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Originally appearing in Volume V17, Page 241 of the 1911 Encyclopedia Britannica.
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HISTORICAL SKETCH Machine-guns of a primitive kind are found in the early history of gunpowder artillery, in the form of a grouping or binding of several small-calibre guns for purposes of a volley or a rapid succession of shots. The earliest field artillery (q.v.) was indeed chiefly designed to serve the purpose of a modern machine-gun; i.e. for a mechanical concentration of musketry. Infantry fire (till the development of the Spanish arquebus, about s ao) was almost ineffective, and the disintegration of the masses of pikes, preparatory to the decisive cavalry charge, had to he effected by guns of one sort or another (see also INFANTRY). Hence the " cart with gonnes," although the prototype of the field gun of to-day was actually a primitive mitrailleuse. Weapons of this sort were freely employed by the Hussites, who fought in laager formation (Wagenburg), but the fatting of two or more hand-guns or small culverins to a two-wheeled carriage garnished with spikes and scythe blades (like the ancient war-chariots) was somewhat older, for in 1382 the men of Ghent put into the field 200 " chars de canon " and in 1411 the Burgundian army is said to have had 2000 " ribaudequins "(meaning probably the weapons, not the carts, in this case). These were of course hardly more than carts with hand-gun men; in fact most armies in those days moved about in a hollow square or lozenge of wagons, and it was natural to fill the carts with the available gunners or archers. The method of breaking the enemy's " battles " with these carts was at first, in the, ancient manner, to drive into and disorder the hostile ranks with the Maude- scythes. But they contained at least the germ of gams. the modern machine-gun, for the tubes (cannes, canons) were connected by a train of powder and fired in volleys. As however field artillery improved (latter half of 15th century), and a cannon-ball could be fired from a mobile carriage, the ribaudequin ceased to exist, its name being transferred to heavy hand-guns used as rampart pieces. The idea of the machine- gun reappeared however in the 16th century. The weapons were now called " organs" (orgues), from the number of pipes or tubes that they contained. At first used (defensively) in the same way as the ribaudequins, i.e. as an effective addition to the military equipment of a war-cart, they were developed, in the early part of the 16th century, into a really formidable weapon for breaking the masses of the enemy, not by scythes and spikes but by fire. Fleurange's memoirs assign the credit of this .to the famous gunner and engineer Pedro Navarro, who made two hundred weapons of a design of his own for Louis XII. These " were not more than two feet long, and fired fifty shots at a round," but nevertheless " organs " were relatively rare in the armies of the 16th century, for the field artillery, though it grew in size and lost in mobility, had discovered the efficacy of case shot (then called " perdreaux ") against uncovered animate targets, and for work that was not sufficiently serious for the guns heavy arquebuses were employed. Infantry fire, too, was growing in power and importance. In 1551 a French army contained 21 guns and 150 arquebuses d croc and one piece faon d'orgue. By about 1570 it had been found that when an " organ " "Organs „ was needed all that was necessary was to mount some • heavy arquebuses on a cart; and the organ, ' as a separate weapon, disappeared from the field, although tinder the name of " mantelet " (from the shield which protected the gunners), it was still used for the defence of breaches in siege war-fare. Diego Ufano,who wrote in the early years of the 17th century, describes it as a weapon consisting of five or six barrels fired simultaneously by a common lock, and mentions as a celebrated example the " Triquetraque of Rome” which had five barrels. Another writer; Hanzelet, describes amongst other devices a mitrailleuse of four barrels which was fired from the back of an ass or pony. But such weapons as these were more curious than useful. For work in the open field the musket came more and more to the front, its bullet became at least as formidable as that of an " organ," and when it was necessary to obtain a concentrated fire on a narrow front arquebuses a croc were mounted for the nonce in groups of four to six. The " organ " maintained a precarious existence, and is described by Montecucculi a century later, and one of twelve barrels figures in the list of military stores at Hesdin in 1689. But its fatal defect was that it was neither powerful enough to engage nor mobile enough to evade the hostile artillery. Enthusiastic inventors, of course, produced many models of machine-gun in the strict sense of the word—i.e. a gun firing many charges, in volleys or in rapid succession, by a mechanical arrangement of the lock. Wilhelm Calthoff, a German employed by Louis XITL, produced arquebuses and muskets that fired six to eight shots per round, but his invention was a secret, and it seems to have been more of a magazine small arm than a machine-gun (1646). In 170I a Lorrainer, Beaufort de Mire-court, proposed a machine-gun which had as its purpose the augmentation of infantry-fire power, so as to place an inferior army on an equality with a superior. At this time inventors were so numerous and so embarrassing that the French grand master of artillery, St Hilaire, in 1703 wrote that he would be glad to have done with " ces sorter de gens a secrets," some of whom demanded a grant of compensation even when their experiments had failed. The machine-gun of the 17th and 18th centuries in fact possessed no advantage over contemporary field artillery, and the battalion gun in particular, which possessed the long ranging and battering power that its rival lacked, and was, moreover more efficacious against living targets with its case-shot or grape. As compared with infantry fire, too, it was less effective and slower than the muskets of a well-drilled company. Rapid fire was easily arranged, but the rapid loading which would have compensated for other defects was unobtainable in the then existing state of gun-making. Thus a . satisfactory machine-gun was not forthcoming until breech-loading had been, so to speak, rediscovered, that is until about 1860. At that time the tactical conditions of armament were peculiar. As regards artillery, the new (muzzle-loading) long-range, rifle sufficed, in the hand of determined infantry, to keep guns out of case-shot range. This made the Napoleonic artillery attack an impossibility. At the same time the infantry rifle was a slow loader, and the augmentation of the volume of infantry fire attracted the attention of several inventors. The French, with their artillery traditions, regarded the machine-gun there-fore as a method of restoring the lost superiority of the gunner, while the Americans, equally in accordance with traditions and local circumstances, regarded it as a musketry machine. The representative weapons evolved by each were the canon a balles, more commonly called mitrailleuse, and the Gatling gun. The declared purpose of the canon d balles was to replace the old artillery case-shot attack. Shrapnel, owing to the defects of the time-fuzes then available, had proved disappointing in the Italian War of 1859, and the gun itself, of the existing model, was not considered satisfactory. Napoleon III., a keen student of artillery, maintained a private arsenal and workshop at the chateau of Meudon' and in 1866, in the alarm following upon Meudon Chateau had long been used for military experiments. The peasantry credited it with mysterious and terrible secrets, asserting even that it contained a tannery of human skins, this tradition perhaps relating to the war balloon constructed there before the battle of Fleurus (1794). Reffye had also many nonthilitary tasks, such as the reproduction of a famous set of bas-reliefs, construction of aeroplanes, and the reconstruction of triremes and balistas. Koniggratz, he ordered Commandant Reffye (1821-188o), the artillery officer he had placed in charge of it, to produce a machine-gun. Reffye held that the work of a mitrailleuse should only begin where that of the infantry rifle ceased. The handbook to his gun issued to the French army in 187o stated that it was " to carry balls to distances that the infantry, and the a The Canon artillery firing case, could not reach." The most Banes, 1866-1870. suitable range was given as 1500-2000 yards against infantry in close order, 2000-2700 against artillery. As the French shrapnel (obus d balles) of these days was only used to give its peculiar case-shot effect between 550 and 1350 yards, and even so sparingly and without much confidence in its efficacy, it is clear that the canon a balles was intended to do the field-gun's work, except at (what were then) extreme field artillery ranges (2800 and above), in which case the ordinary gun with common shell (time or percussion) alone was used. Constructed to meet these conditions, the Reffye machine-gun in its final form resembled outwardly an ordinary field gun, with wheeled carriage, limber and four-horse team. The gun barrel was in reality a casing for 25 rifle barrels disposed around a common axis (the idea of obtaining sweeping effect by disposing the barrels slightly fan-wise had been tried and abandoned). The barrels were held together at intervals by wrought-iron plates. They were entirely open at the breech, a removable false breech containing the firing mechanism (the cartridge cases were of brass, solid-drawn, like those of the American and unlike those of the British Gatlings). This false breech, held in the firing position by a strong screw—resembling roughly those of contemporary B.L. ordnance such as the Armstrong R. B. L.—consisted of a plate with 25 holes, which allowed the points of the strikers to pass through and reach the cartridges. The plate was turned by hand so that one striker was admitted at a time, the metal of the plate. holding back the rest. To avoid any deflection of the bullet by the gases at an adjoining muzzle the barrels were fired in an irregular order. Each gun was provided with four chambers, which were loaded with their 25 cartridges apiece by a charger, and fixed to the breech one after the other as quickly as the manipulation of the powerful retaining screw permitted. The rates of fire were " slow," 3 rounds or 75 shots a minute, and " rapid," 5 rounds or 125 shots per minute. One advantage as against artillery that was claimed for the new weapon was rapidity of ranging. Any ordinary target, such as a hostile gun, would, it was expected, be accurately ranged by the mitrailleuse before it was ready to open fire for effect. The ordinary rifle bullet was employed, but to enhance the case-shot effect a heavy bullet made up in three parts, which broke asunder on discharge, was introduced in 187o in the proportion of one round in nine. The weapon was sighted to 3000 metres (3300 yds.). The initial. velocity was 1558 f.s.; and the weight of the gun 350 kg. (6.45 cwt.), of the carriage 371 kg. (6.86 cwt.); total behind the team, 1,485 kg. (27.1 cwt.). For an artillery effect, dispersion had to be combined with accuracy. The rifle-barrels when carefully set gave a very close grouping of shots on the target, and dispersion was obtained by traversing the gun during the firing of a round. When this was skilfully performed a front of 18 metres (about 20 yds.) at I,000 metres range was thoroughly swept by the cone of bullets. The design and manufacture of these mitrailleuses under the personal orders and at the expense of the emperor enabled the French authorities to keep their new weapon most secret. Even though, after a time, mitrailleuses were constructed by scores, and could therefore no longer be charged to a " sundry " or " petty cash " account in the budget, secrecy was still maintained. The pieces were taken about, muffled in tarpaulins, by by-ways and footpaths. In 1869, two years after the definitive adoption of the weapon, only a few artillery captains were instructed in its mechanism; the non-commissioned officers who had to handle the gun in war were called up for practice in July 187o, when Major Reffye's energies were too much absorbed in turning out the material so urgently demanded to allow him to devote himself to their instruction. The natural consequence was that the mitrailleuses were taken into battle by officers and men of whom nine-tenths had never seen them fire one round of live cartridges. The purpose of this fatal secrecy was the maintenance of prestige. No details were given, but it was confidently announced that war would be revolutionized. One foreign officer only, Major Fosbery, R.A. (see R.U.S.I. Journal, v. xiii.), penetrated the secret, and he felt himself bound in honour to keep it to himself, not even communicating it to the War Office. But public attention was only too fully aroused by these mysterious prophecies. " The mitrailleuse paid dearlyfor its fame." The Prussians, who had examined mitrailleuses of the Gatling or infantry type, were well aware that the artillery machine-gun was at the least a most formidable opponent. They therefore ostentatiously rejected the Gatling gun, taught their troops that the new weapons were in the nature of scientific toys, and secretly made up their minds to turn the whole weight of their guns on to the mitrailleuse whenever and wherever it appeared on the field, and so to Overwhelm it at once. This policy they carried into effect in the War of 187o; and although on occasions the new weapon rendered excellent service, in general it cruelly disappointed the over-high hopes of its admirers. And thus; although the Gatling and similar types of gun were employed to a slight extent by both sides in the later stage of the war, machine-guns, as a class of armament for civilized warfare, practically disappeared. As a good deal of criticism—after the event—has been levelled at the French for their " improper use of the machine-gun as a substitute for artillery," it is necessary to give some summary of the ideas and rules which were inspired by the inventor or dictated by the authorities as to its tactical employment. The first principle laid down was that the gun should not be employed within the zone of the infantry fight. Officers commanding batteries were explicitly warned against infantry divisional generals who would certainly attempt to put the batteries, by sections, amongst the infantry. The second principle was that the mitrailleuses were to share the work of the guns, the latter battering obstacles with common shell, and the former being employed against troops in the open, and especially to cover and support the infantry advance. This tendency to classify the roles of the artillery and to tell off the batteries each in its special task has reappeared in the French, and to a more limited extent in the British, field artillery of to-day (the Germans alone resolutely opposing the idea of subdivision). The mitrailleuse of 1870 was, in fact, intended to do what the perfected Shrapnel of 1910 does, to transfer the case-shot attack to longer ranges. But, as we have seen, secrecy had prevented any general spread of know-ledge as to the uses to which the canon el balles was to be put, and consequently, after a few weeks of the war, we find Reffye complaining that the machine-guns were being used by their battery commanders " in a perfectly idiotic fashion. They are only good at a great distance and when used in masses, and they are being employed at close quarters like a rifle." The officers in the field, however, held that it was foolish to pit the mitrailleuse against the gun; which had a longer range, and exerted themselves to use it as an infantry weapon, a concentrated company, for which, unlike the Gatlings of 1870 and the machine-guns of to-day, it was never designed. As to which was right in the controversy it is impossible to• dogmatize and needless to argue. Very different was the Gatling gun, the invention of Richard Jordan Gatling (1818-1903), which came into existence and was to a slight extent used in the field in the latter years of the American Civil War,' and also to a still slighter extent by the Bavarians and the French in the latter part of the war of 187o. This was distinctively an infantry type weapon, a sort of revolving rifle, the ten barrels of which were set around an axis, and fired in turn when brought into position by oathag the revolving mechanism. This weapon had a. long aua. reign, and was used side by side with the latest automatic machine gun in the Spanish-American War of 1898. The following account of the old British service Gatling (fig. I), as used in the Egyptian and Sudanese campaigns, is condensed from that in the article " Gun-making," Ency. Brit. 9th ed. A block of ten barrels is secured round an axis, which is fixed in a frame a a. On turning the handle h (fig. 2) the spindle g g causes the worm f to act on the pinion to, making the axis and barrels revolve. A drum T (figs. 1 and 4) is placed on the top at the breech end of the barrels over a hopper, through a slot in which the cart-ridges drop into the carrier (fig. 3). The construction of the lock is shown in fig. 4. A A A A is a cam, sloping as in the drawing, which, it must be understood, represents the circular construction opened out and laid flat. As the barrels, carrier and locks revolve the slope of the cam forces the locks forward and backward alternately. At position I. the cartridge has just fallen into the carrier, the lock and bolt are completely withdrawn. At positions II., III., IV., the cam is forcing them forward, so that the bolt pushes the cart-ridge into the barrel. At IV. the cocking cam R begins to compress the spiral spring, releasing it at V. Position VI. shows the cartridge just after firing; the extractor is clutching the base of the cartridge ' A machine-gun of the artillery or volley type, called tiie " Requa battery," which had its barrels disposed fan-wise, was also used in the Civil War. case, which is withdrawn as the locks retreat down the slope of the cam, till at X it falls through an aperture to the ground. The drum consists of a number of vertical channels radiating from the centre. The cartridges are arranged horizontally, one above the other, in these channels, bullet ends inwards. The drum revolves on the pivot b (fig. 3), and the cartridges fall through the aperture B. When all the channels are emptied, a full drum is brought from the limber, and substituted for the empty one. Each barrel fires in turn as it comes to a certain position, so that by turning the handle quickly an almost continuous stream of bullets can be ejected. Experimental Gatlings were constructed which could be made to fire nearly moo shots a minute, and an automatic traversing arrangement was also fitted. As has been said, this weapon had a long reign. It was used with great effect in the Zulu War at Ulundi and in the Sudan. But a grave disadvantage of the English pattern was that it had to be used with the Boxer coiled cartridge supplied for the Martini-Henry rifle, and until this was replaced by a solid-drawn cartridge case it was impossible to avoid frequent " jams." The modern, fully automatic, machine gun suffers from this to a considerable extent, and it was an even more serious defect with a hand-operated weapon, as the British troops found in their campaigns against the Mandtsts. But the Gatling had many advantages over its newer rivals as regards simplicity and strength. Theodore Roosevelt, who commanded sections of both types in the Spanish-American War, speaks with enthusiasm of the old-fashioned weapon' while somewhat disparaging the Colt automatic. The Gardner was another type which had a certain vogue2 and was used by ,the British in savage warfare. But, next to In this weapon the barrels are placed horizontally, and have no movement. A box containing the locks, bolts, strikers and spiral springs, one of each corresponding to each barrel, moves Nordenkldt straight backwards and forwards when worked by the aim. handle of the lever on the right. When the box is drawn back the cartridges fall from the holder on the top into the carriers simultaneously. When the box is pushed forward the bolts push the cartridges into the barrel, cocking-catches compress the spiral springs, the lever releases the catches one after the other at very minute intervals of time, and the cartridges are fired in rapid Alb_ ,^11o. AR. is 15-18, 23-31, Lock and trigger parts; 41-44, Parts of hand-lever; 19-22, Locking action; 45-49, Traversing action; 32-35, Loading action; 50-55, Elevating and trailing action; 36-39, Cartridge receiver; 56, 57, Hopper and slide. 40, Cover; pnmaa:~`~?!a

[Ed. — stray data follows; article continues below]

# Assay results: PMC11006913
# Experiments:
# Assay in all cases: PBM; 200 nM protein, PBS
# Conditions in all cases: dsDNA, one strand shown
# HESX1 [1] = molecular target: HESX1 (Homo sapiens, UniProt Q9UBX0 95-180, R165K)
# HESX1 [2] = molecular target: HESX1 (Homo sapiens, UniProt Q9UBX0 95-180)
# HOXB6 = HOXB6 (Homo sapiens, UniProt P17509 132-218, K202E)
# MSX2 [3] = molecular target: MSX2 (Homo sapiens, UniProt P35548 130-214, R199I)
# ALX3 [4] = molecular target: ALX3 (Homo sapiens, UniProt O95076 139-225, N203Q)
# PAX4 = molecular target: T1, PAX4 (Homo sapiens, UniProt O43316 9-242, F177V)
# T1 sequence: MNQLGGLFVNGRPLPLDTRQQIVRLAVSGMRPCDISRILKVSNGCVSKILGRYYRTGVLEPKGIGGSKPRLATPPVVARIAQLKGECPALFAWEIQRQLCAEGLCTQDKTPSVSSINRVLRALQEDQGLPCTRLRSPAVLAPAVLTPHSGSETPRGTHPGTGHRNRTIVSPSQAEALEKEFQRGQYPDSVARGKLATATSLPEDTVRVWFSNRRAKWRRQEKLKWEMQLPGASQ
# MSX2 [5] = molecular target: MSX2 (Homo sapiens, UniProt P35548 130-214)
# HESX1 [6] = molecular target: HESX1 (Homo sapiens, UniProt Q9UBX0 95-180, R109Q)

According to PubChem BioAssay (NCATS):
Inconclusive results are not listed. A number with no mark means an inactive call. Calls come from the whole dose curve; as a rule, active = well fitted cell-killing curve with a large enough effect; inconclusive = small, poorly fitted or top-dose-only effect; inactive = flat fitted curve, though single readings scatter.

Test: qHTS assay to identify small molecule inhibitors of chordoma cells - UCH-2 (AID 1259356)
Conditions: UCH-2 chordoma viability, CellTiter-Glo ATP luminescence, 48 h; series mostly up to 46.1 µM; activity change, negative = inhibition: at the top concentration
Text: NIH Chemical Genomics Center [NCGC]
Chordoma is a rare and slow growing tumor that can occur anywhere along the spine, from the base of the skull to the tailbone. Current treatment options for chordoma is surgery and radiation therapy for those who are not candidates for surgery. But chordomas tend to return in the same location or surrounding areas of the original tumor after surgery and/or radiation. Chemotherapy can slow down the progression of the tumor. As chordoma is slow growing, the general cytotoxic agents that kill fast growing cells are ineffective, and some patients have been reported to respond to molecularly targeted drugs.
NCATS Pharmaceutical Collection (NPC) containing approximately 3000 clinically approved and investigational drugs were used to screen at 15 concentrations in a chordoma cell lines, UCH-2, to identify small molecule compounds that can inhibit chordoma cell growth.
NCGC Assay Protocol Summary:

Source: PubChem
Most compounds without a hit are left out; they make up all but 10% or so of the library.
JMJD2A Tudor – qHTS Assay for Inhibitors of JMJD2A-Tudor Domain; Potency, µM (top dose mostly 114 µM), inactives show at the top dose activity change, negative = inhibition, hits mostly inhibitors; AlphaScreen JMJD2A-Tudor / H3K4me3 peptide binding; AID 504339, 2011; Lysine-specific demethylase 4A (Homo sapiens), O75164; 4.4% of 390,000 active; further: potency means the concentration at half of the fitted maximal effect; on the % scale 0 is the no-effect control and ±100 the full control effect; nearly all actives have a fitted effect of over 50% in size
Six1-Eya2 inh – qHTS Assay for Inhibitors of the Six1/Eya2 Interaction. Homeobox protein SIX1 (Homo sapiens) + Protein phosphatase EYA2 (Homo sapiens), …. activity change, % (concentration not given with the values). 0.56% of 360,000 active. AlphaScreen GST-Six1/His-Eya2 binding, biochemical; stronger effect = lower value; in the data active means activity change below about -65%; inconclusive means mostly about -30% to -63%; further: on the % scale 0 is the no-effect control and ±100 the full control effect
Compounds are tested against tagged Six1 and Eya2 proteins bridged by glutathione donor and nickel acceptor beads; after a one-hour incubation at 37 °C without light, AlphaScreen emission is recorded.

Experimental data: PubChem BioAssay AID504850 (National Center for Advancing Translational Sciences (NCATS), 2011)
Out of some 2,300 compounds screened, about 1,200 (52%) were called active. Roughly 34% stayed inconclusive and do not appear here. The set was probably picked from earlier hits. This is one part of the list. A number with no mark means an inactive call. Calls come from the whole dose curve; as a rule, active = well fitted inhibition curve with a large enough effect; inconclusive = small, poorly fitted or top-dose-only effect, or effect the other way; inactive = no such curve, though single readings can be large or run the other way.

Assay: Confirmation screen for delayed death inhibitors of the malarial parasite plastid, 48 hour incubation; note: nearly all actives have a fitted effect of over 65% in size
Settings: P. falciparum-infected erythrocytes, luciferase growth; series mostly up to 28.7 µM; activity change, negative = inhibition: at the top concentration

End of Article: HISTORICAL